Markets were mixed to wrap up the week last week, with wheat and new crop corn and beans closing lower Thursday while old crop corn and beans were higher. To finish the week, we saw May corn up over 21 cents, May beans down 7, with May wheat up 45.
With much of the world on holiday Friday through today there was little in the way of news over the weekend, though the situation in Eastern Ukraine continues to deteriorate.
Russian forces have all but taken Mariupol, Ukraine's 10th largest city in their quest to 'liberate' the Eastern regions. Russian leaders continue to urge Ukrainian officials to surrender the territory, but over the weekend Ukrainian President Zelensky said the country would do no such thing, not even to negotiate peace.
Ukrainian agriculture officials said over the weekend all regions of the country have started planting Spring crops, even those in close proximity to the war, with the first reported incident of a farmer hitting a mine in a field circulating social media.
Current estimates from officials have 70% of the country's available land being seeded on the low end with upwards of 80% or more planted on the high end. Other analysts in the country seem to have differing views, but all agree so far that the Spring campaign has started off well, all things considered.
Spring planting here in the U.S. seems to be getting off to a slow start as colder and wetter-than-normal conditions continue for much of the Corn Belt. Lots of moisture fell over the weekend in the driest parts of the Spring Wheat Belt, though the fact it came as several feet of snow with more cold and snow expected is considered less than ideal.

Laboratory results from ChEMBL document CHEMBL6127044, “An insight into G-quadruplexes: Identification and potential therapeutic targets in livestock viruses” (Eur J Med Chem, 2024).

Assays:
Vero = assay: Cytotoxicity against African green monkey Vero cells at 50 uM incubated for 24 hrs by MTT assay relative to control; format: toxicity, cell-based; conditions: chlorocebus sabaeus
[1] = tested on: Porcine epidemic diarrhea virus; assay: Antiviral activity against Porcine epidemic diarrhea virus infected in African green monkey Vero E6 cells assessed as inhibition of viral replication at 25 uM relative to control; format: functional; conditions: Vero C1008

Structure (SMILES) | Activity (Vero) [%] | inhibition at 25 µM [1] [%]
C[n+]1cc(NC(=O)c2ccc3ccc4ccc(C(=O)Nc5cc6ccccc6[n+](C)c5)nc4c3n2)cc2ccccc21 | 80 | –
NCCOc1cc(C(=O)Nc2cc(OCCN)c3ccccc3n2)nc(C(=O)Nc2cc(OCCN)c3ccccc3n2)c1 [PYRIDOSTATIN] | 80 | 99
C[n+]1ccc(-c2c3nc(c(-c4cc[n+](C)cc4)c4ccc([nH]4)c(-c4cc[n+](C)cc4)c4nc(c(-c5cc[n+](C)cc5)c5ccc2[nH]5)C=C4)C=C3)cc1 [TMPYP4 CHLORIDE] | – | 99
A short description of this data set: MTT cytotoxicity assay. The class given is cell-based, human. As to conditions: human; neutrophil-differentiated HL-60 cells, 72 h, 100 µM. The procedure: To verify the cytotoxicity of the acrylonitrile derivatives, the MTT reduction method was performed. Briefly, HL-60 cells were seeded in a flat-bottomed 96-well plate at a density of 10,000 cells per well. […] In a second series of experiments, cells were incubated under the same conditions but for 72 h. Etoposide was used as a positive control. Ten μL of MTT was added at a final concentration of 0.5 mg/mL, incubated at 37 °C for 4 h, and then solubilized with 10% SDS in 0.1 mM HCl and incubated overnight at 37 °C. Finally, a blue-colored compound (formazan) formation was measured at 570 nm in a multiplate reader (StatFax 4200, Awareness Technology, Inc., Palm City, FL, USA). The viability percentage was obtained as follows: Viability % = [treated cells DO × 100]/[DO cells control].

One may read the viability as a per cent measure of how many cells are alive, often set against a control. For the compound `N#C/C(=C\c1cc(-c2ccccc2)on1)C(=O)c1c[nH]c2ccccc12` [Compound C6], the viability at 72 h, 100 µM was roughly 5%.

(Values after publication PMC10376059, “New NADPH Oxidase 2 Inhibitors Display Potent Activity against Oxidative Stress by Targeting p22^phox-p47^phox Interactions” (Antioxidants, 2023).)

Temperatures are expected to warm in the Eastern Belt after a start to the week that has snow falling in parts of the Great Lakes, with above normal temperatures and relatively dry conditions expected to wrap up the week. The 8–14-day forecast has below normal temperatures for northern portions of the country, though normal to below normal precipitation is expected, likely opening the door for planting progress to kick off in earnest the first of May.
Traders are watching what is happening in China closely to kick off the week, with a slew of economic data released overnight and Covid lockdowns continuing to grow. China's economy grew 4.8% in the first quarter, in line with expectations and better than the 4% growth seen in the fourth quarter of 2021.
However, possible signs of things to come were seen in March consumer spending and unemployment numbers as consumer spending fell 3.5% on the month and unemployment surged. Perhaps the most interesting figure in March's numbers was the over 16% drop in restaurant spending and over 10% increase in grocery spending seen.
As has been reported previously, the amount of food needed to supply a restaurant versus what goes into eating at home is a tremendous shift, with reductions to food waste and food demand obvious. The reduction in food demand continues to pressure hog margins as pork prices only remain supported by purchases for government reserves.
Poor margins have resulted in herd reductions, with the Chinese hog herd now estimated to be the lowest since last March, down 6% in the last quarter. Covid lockdowns continue to wreak havoc with logistics though, creating elevated domestic prices as supplies have become difficult to move.
Looking ahead, we will be watching to see if federal regulators step in when it comes to the nation's railroads and their performance. Over the weekend CF Industries came out against the UP's recent plan that would remove private owned cars from the lineup, something that would impact grain and fertilizer suppliers.
While CF says contracted tons would be able to be supplied, any new business would be unable to be supported, thus a reduction to Spring supply availability. A meeting this week was already scheduled for rail leaders and officials at the Surface Transportation Board, an independent government group tasked to make sure the nation's logistics move smoothly, as rail performance as of late has been abysmal.
We will get updated export inspections later this morning, with updated crop progress from the USDA at 4:00 p.m. Eastern.
Corn up 5 to 7
Beans up 8 to 10